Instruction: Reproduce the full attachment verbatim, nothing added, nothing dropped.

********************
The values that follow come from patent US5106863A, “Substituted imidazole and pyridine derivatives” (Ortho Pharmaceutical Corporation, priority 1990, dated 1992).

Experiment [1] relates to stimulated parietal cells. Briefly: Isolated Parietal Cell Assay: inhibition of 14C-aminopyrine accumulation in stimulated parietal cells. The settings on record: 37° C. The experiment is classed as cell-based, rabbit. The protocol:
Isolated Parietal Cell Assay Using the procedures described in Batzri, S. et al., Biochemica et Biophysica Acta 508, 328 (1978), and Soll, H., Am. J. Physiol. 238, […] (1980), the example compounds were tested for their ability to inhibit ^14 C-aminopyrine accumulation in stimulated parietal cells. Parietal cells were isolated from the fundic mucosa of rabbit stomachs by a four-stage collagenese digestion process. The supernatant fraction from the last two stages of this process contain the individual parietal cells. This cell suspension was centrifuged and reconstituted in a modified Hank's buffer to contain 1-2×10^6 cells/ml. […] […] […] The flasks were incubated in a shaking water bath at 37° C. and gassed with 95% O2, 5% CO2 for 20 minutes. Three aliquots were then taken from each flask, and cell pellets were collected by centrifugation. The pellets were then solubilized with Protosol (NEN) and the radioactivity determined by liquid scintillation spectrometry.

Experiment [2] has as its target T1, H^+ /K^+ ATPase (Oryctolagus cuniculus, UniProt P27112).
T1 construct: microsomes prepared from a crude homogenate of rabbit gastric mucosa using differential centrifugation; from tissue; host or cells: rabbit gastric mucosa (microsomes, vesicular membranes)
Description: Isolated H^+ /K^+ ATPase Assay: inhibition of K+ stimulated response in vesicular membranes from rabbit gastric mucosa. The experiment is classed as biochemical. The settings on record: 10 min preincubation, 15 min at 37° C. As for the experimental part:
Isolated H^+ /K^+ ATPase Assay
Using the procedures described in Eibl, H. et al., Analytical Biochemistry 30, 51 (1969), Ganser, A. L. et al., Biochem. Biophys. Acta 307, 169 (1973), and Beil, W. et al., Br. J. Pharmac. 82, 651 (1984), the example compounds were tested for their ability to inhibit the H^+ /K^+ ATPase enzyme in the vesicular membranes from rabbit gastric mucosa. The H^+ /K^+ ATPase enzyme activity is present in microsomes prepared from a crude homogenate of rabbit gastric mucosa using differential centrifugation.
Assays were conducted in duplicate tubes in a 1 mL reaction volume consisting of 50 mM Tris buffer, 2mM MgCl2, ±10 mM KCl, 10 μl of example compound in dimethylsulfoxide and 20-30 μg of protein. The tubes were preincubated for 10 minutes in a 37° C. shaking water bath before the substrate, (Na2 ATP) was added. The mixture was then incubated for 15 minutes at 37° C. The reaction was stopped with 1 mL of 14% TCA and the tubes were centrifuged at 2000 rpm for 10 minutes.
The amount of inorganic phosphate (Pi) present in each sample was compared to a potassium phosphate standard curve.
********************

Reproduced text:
The values that follow come from patent US5106863A, “Substituted imidazole and pyridine derivatives” (Ortho Pharmaceutical Corporation, priority 1990, dated 1992).

Experiment [1] relates to stimulated parietal cells. Briefly: Isolated Parietal Cell Assay: inhibition of 14C-aminopyrine accumulation in stimulated parietal cells. The settings on record: 37° C. The experiment is classed as cell-based, rabbit. The protocol:
Isolated Parietal Cell Assay Using the procedures described in Batzri, S. et al., Biochemica et Biophysica Acta 508, 328 (1978), and Soll, H., Am. J. Physiol. 238, […] (1980), the example compounds were tested for their ability to inhibit ^14 C-aminopyrine accumulation in stimulated parietal cells. Parietal cells were isolated from the fundic mucosa of rabbit stomachs by a four-stage collagenese digestion process. The supernatant fraction from the last two stages of this process contain the individual parietal cells. This cell suspension was centrifuged and reconstituted in a modified Hank's buffer to contain 1-2×10^6 cells/ml. […] […] […] The flasks were incubated in a shaking water bath at 37° C. and gassed with 95% O2, 5% CO2 for 20 minutes. Three aliquots were then taken from each flask, and cell pellets were collected by centrifugation. The pellets were then solubilized with Protosol (NEN) and the radioactivity determined by liquid scintillation spectrometry.

Experiment [2] has as its target T1, H^+ /K^+ ATPase (Oryctolagus cuniculus, UniProt P27112).
T1 construct: microsomes prepared from a crude homogenate of rabbit gastric mucosa using differential centrifugation; from tissue; host or cells: rabbit gastric mucosa (microsomes, vesicular membranes)
Description: Isolated H^+ /K^+ ATPase Assay: inhibition of K+ stimulated response in vesicular membranes from rabbit gastric mucosa. The experiment is classed as biochemical. The settings on record: 10 min preincubation, 15 min at 37° C. As for the experimental part:
Isolated H^+ /K^+ ATPase Assay
Using the procedures described in Eibl, H. et al., Analytical Biochemistry 30, 51 (1969), Ganser, A. L. et al., Biochem. Biophys. Acta 307, 169 (1973), and Beil, W. et al., Br. J. Pharmac. 82, 651 (1984), the example compounds were tested for their ability to inhibit the H^+ /K^+ ATPase enzyme in the vesicular membranes from rabbit gastric mucosa. The H^+ /K^+ ATPase enzyme activity is present in microsomes prepared from a crude homogenate of rabbit gastric mucosa using differential centrifugation.
Assays were conducted in duplicate tubes in a 1 mL reaction volume consisting of 50 mM Tris buffer, 2mM MgCl2, ±10 mM KCl, 10 μl of example compound in dimethylsulfoxide and 20-30 μg of protein. The tubes were preincubated for 10 minutes in a 37° C. shaking water bath before the substrate, (Na2 ATP) was added. The mixture was then incubated for 15 minutes at 37° C. The reaction was stopped with 1 mL of 14% TCA and the tubes were centrifuged at 2000 rpm for 10 minutes.
The amount of inorganic phosphate (Pi) present in each sample was compared to a potassium phosphate standard curve.